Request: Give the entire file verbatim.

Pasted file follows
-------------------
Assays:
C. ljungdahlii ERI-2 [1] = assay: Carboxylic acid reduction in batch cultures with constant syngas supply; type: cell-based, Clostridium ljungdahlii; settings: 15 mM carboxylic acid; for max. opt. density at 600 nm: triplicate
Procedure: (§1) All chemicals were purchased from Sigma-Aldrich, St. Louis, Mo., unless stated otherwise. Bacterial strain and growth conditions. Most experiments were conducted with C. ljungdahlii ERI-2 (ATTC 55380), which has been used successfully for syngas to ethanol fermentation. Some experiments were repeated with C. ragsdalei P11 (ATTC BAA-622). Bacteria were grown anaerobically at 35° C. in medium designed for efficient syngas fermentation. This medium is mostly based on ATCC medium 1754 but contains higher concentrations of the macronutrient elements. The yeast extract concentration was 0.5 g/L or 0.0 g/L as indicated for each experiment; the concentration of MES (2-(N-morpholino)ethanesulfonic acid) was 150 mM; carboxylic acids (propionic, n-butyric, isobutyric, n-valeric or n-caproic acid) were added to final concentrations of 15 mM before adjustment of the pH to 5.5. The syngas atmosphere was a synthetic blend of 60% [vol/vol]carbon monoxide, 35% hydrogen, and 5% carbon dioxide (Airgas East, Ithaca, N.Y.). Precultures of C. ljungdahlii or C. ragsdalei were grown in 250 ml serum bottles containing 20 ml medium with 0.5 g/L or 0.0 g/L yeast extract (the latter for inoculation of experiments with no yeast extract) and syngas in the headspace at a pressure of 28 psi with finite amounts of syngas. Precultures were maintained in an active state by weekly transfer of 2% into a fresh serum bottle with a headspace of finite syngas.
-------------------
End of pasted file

Assays:
C. ljungdahlii ERI-2 [1] = assay: Carboxylic acid reduction in batch cultures with constant syngas supply; type: cell-based, Clostridium ljungdahlii; settings: 15 mM carboxylic acid; for max. opt. density at 600 nm: triplicate
Procedure: (§1) All chemicals were purchased from Sigma-Aldrich, St. Louis, Mo., unless stated otherwise. Bacterial strain and growth conditions. Most experiments were conducted with C. ljungdahlii ERI-2 (ATTC 55380), which has been used successfully for syngas to ethanol fermentation. Some experiments were repeated with C. ragsdalei P11 (ATTC BAA-622). Bacteria were grown anaerobically at 35° C. in medium designed for efficient syngas fermentation. This medium is mostly based on ATCC medium 1754 but contains higher concentrations of the macronutrient elements. The yeast extract concentration was 0.5 g/L or 0.0 g/L as indicated for each experiment; the concentration of MES (2-(N-morpholino)ethanesulfonic acid) was 150 mM; carboxylic acids (propionic, n-butyric, isobutyric, n-valeric or n-caproic acid) were added to final concentrations of 15 mM before adjustment of the pH to 5.5. The syngas atmosphere was a synthetic blend of 60% [vol/vol]carbon monoxide, 35% hydrogen, and 5% carbon dioxide (Airgas East, Ithaca, N.Y.). Precultures of C. ljungdahlii or C. ragsdalei were grown in 250 ml serum bottles containing 20 ml medium with 0.5 g/L or 0.0 g/L yeast extract (the latter for inoculation of experiments with no yeast extract) and syngas in the headspace at a pressure of 28 psi with finite amounts of syngas. Precultures were maintained in an active state by weekly transfer of 2% into a fresh serum bottle with a headspace of finite syngas.